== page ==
Scandals involving Enron, Tyco, Global Crossing, Boeing and WorldCom have shaken confidence in America’s corporate leaders. NLPC seeks to promote integrity in corporate governance, including honesty and fair play in relationships with shareholders, employees, business partners and customers. In doing so, NLPC places special emphasis on:
* Asserting that the social responsibility of the corporation is to defend and advance the interests of the people who own the company, the shareholders. True responsibility is fidelity to one’s own mission, not someone else’s, or someone else’s political agenda.
* Exposing the seeking of influence on public officials by corporations, which is the inevitable result of high levels of government spending and intervention in the marketplace.
* Combating practices that undermine the free enterprise system, including philanthropic giving to groups hostile to a free economy.
When it comes to President Donald Trump and knee-jerk reactions to policy decisions without gathering all the facts, it seems the mostly liberal CEOs of the best-known Silicon Valley companies can’t help themselves. They would rather shoot from the lip first, taking their cues from all the president’s leftist enemies, instead of gathering all the evidence and speaking responsibly on the issues – if at all.
It happened again over the weekend, this time in response to the President’s executive order that temporarily suspended the admission of foreign nationals into the United States from seven countries – Iraq, Syria, Iran, Libya, Somalia, Sudan and Yemen – which are viewed as sources of potential threats, based upon security reviews by Obama administration officials. The reason for the suspension, Trump explained, is so appropriate security agencies that normally screen foreign nationals entering the country would have the time and …
Eric Schmidt, the executive chairman of Google’s parent company Alphabet, told Google employees last week that the Trump administration is “going to do evil things as they have done in the immigration area and perhaps some others.” Schmidt is putting Google’s money where his mouth is by contributing $2 million to the American Civil Liberties Union and three other groups opposing Trump immigration policies.
It is ironic that a new Google policy that allows the company to collect even more information on users is getting far less attention. The new policy is only the latest evidence that Google, and sister companies like YouTube, represent an increasingly serious threat not only to personal privacy but also to civil liberties.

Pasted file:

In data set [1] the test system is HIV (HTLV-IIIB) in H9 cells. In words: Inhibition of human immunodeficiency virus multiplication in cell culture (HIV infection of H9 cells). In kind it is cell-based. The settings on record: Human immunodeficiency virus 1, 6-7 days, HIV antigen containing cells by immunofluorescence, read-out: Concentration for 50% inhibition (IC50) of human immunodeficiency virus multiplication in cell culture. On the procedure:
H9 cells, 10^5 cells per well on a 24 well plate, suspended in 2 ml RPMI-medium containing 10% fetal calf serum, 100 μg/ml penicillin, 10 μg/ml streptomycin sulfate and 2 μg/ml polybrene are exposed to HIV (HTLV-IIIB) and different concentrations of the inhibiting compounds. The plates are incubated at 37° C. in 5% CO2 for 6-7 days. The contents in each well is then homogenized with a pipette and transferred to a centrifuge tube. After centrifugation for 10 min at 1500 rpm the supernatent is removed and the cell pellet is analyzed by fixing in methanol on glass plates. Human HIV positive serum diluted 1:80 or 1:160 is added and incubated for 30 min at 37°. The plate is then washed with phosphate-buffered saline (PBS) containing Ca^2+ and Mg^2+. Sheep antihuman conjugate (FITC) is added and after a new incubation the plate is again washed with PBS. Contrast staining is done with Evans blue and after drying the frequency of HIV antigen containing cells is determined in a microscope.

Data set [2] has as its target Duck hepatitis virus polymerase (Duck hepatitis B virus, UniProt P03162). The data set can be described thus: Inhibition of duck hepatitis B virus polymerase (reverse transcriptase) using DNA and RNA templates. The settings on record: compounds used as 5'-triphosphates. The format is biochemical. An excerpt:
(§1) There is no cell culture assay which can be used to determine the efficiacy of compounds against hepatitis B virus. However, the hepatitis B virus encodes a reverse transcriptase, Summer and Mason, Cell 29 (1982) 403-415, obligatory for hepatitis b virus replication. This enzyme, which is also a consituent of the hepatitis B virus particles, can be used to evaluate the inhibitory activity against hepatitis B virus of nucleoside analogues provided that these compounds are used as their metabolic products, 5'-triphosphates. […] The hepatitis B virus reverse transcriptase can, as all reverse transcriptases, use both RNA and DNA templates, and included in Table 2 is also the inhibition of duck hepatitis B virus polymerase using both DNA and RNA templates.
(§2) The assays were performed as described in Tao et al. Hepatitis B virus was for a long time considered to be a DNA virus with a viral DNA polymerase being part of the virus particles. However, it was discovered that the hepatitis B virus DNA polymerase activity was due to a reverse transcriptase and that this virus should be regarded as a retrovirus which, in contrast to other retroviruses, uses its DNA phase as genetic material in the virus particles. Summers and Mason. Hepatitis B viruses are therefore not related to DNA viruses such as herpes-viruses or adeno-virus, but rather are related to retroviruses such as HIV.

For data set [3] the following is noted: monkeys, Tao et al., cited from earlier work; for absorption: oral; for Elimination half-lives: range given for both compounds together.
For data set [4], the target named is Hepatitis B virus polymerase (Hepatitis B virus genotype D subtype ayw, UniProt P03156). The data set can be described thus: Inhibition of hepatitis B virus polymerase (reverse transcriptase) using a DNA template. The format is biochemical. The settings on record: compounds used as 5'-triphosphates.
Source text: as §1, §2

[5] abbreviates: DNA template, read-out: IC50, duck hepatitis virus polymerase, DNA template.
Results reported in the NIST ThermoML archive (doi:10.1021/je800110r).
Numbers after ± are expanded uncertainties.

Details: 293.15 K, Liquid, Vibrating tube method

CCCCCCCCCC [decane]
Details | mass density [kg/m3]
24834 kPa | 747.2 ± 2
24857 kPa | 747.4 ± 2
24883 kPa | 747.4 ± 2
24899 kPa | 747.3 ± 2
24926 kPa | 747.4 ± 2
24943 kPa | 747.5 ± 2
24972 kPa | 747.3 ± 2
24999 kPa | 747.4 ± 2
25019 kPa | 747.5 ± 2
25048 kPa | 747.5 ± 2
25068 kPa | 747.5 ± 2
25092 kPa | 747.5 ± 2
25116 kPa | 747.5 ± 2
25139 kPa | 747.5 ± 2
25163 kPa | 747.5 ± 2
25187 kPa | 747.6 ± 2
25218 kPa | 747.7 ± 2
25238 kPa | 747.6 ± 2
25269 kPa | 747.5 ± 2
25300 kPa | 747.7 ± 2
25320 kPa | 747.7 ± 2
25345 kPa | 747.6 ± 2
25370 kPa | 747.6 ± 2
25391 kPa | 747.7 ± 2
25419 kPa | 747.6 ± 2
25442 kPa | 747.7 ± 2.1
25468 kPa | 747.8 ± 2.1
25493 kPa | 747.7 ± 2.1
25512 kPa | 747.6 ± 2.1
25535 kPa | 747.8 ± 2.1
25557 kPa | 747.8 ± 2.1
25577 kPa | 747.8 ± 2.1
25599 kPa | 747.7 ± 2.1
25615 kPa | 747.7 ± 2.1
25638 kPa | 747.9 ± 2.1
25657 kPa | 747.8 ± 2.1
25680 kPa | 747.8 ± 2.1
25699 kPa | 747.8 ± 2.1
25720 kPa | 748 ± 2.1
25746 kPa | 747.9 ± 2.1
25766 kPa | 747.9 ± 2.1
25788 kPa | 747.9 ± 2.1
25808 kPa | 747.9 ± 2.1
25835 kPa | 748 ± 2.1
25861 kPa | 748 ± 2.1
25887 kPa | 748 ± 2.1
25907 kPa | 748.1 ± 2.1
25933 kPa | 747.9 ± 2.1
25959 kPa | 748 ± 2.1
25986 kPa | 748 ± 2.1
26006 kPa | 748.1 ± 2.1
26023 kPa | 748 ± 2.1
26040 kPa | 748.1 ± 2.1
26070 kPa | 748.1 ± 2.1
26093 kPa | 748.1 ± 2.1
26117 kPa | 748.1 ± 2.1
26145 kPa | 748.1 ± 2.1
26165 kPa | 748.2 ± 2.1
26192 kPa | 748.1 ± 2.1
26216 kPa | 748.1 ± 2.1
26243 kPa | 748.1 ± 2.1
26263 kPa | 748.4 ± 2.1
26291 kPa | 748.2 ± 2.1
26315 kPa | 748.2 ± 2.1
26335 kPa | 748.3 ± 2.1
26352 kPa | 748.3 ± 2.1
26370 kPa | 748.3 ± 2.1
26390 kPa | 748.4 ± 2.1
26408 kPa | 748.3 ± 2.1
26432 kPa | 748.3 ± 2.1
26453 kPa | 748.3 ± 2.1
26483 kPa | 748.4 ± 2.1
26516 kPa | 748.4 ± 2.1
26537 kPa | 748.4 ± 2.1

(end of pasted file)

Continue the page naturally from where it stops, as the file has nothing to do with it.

Privacy advocates have raised the alarm about the new policy that was launched in June under the guise of empowering users to see what information Google …
After a tumultuous election year in which homosexual activist groups targeted battleground state North Carolina over a law that stifled inappropriate public restroom usage for self-declared transgenders, two northern California tech companies are strategizing with LGBT activists to further immerse themselves in state policies and politics over gay issues and religious freedom.
Liberal Web site Buzzfeed reported last month that San Jose-based PayPal and San Francisco-based Salesforce co-hosted a summit on November 16 – in conjunction with groups including Human Rights Campaign, Lambda Legal and the ACLU – to strategize against expected legislation in 2017 that does not comport with their radical agenda. The online news site said up to 100 leaders from business and LGBT groups attended the meeting.…
“Google will pay very well and the benefits will be wonderful, but any conservative who takes this job will have to sell his or her soul. Anyone with an ounce of personal integrity should not even consider it.”
“Google is not trying to hire a free-market advocate because it suddenly believes in free markets. It is a monopoly and it intends to stay that way. Google wants to buy off and defuse critics who have been emboldened by the election of Donald Trump.”